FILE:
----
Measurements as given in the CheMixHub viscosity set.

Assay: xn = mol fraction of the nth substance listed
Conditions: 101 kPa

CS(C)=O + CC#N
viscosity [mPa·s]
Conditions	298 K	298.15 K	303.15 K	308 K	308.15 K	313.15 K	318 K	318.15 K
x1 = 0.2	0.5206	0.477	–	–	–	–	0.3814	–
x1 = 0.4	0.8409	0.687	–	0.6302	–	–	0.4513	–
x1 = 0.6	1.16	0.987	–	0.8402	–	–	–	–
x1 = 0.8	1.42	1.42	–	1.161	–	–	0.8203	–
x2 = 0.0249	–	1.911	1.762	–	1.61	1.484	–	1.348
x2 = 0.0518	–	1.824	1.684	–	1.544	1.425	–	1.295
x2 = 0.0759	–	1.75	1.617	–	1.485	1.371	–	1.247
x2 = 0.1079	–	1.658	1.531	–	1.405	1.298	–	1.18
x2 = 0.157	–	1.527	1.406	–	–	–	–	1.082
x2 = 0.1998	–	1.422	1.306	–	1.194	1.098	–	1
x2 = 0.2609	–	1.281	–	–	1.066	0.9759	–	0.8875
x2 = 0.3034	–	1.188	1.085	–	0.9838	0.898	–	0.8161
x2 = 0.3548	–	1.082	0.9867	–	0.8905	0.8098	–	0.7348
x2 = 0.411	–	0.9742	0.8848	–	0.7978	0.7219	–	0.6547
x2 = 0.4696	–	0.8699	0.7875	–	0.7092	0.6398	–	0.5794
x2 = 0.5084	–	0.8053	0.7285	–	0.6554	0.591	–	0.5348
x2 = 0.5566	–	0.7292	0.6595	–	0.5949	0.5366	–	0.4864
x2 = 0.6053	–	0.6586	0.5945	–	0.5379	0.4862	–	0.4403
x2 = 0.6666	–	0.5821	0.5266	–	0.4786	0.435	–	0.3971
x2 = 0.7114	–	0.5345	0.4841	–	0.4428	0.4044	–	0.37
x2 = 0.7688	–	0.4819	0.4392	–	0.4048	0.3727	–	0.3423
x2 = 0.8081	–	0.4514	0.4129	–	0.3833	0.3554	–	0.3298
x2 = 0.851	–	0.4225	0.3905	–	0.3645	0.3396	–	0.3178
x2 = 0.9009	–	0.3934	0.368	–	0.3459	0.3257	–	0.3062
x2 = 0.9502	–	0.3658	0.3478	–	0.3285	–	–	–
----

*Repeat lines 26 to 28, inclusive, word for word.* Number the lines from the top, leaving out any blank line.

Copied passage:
x2 = 0.7114	–	0.5345	0.4841	–	0.4428	0.4044	–	0.37
x2 = 0.7688	–	0.4819	0.4392	–	0.4048	0.3727	–	0.3423
x2 = 0.8081	–	0.4514	0.4129	–	0.3833	0.3554	–	0.3298